Oklahoma Pecan Harvest Sees Impact Of May's Flooding
An Oklahoma pecan farmer is still feeling the effected of the state's 2019 May flooding.
Mike Spradling, a member of the American Pecan Council, said while his orchards made it through the flooding with little damage, others weren't so lucky.
Using a piece of equipment nicknamed "the shaker," he is able to harvest pecans from trees.
For farmers like Spradling, every pecan goes toward a paycheck. Last year there were only about 3 to 6 million pounds of pecans harvested in Oklahoma. Then historic floods hit green country.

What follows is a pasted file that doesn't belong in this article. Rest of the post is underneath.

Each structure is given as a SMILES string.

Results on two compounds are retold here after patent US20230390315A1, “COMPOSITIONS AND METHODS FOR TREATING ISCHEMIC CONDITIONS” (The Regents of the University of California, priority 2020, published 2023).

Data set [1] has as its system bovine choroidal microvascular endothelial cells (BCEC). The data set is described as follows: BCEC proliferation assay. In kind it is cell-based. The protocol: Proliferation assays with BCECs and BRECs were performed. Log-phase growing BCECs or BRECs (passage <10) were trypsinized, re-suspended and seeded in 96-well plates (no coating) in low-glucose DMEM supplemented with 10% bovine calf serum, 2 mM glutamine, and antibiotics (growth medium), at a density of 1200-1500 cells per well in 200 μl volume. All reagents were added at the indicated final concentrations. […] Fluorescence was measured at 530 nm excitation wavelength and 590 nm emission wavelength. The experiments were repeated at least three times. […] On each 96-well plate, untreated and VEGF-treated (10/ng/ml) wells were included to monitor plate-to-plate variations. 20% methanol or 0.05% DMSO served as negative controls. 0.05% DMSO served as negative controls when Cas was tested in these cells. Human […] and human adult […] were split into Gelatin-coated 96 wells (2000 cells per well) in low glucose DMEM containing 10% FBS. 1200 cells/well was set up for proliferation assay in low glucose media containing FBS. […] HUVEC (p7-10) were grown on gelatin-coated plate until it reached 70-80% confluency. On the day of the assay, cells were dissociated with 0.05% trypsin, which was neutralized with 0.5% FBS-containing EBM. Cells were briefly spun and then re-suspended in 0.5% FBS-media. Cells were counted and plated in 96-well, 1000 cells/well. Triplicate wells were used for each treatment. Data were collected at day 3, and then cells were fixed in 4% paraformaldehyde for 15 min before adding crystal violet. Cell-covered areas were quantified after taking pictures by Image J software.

"We had a lot of people up in the northern part of the state along those rivers. They had 18 feet of water in their orchard," Spradling said.
Spradling says he lucked out because water only flooded his irrigation pump, and delayed spraying for insects and fertilizing trees. He says other farmers weren't so lucky.
"A lot of the orchards lay in low. Lying areas to begin with along flood prone rivers and streams. Yeah there was a lot of damage," he said.
Spradling says although the floods hit hard, the state is still in great shape.
"We are estimating a little over 20 million pounds in the state of Oklahoma," he said. "We supplement in March with fertilizer and take good care of the leaves."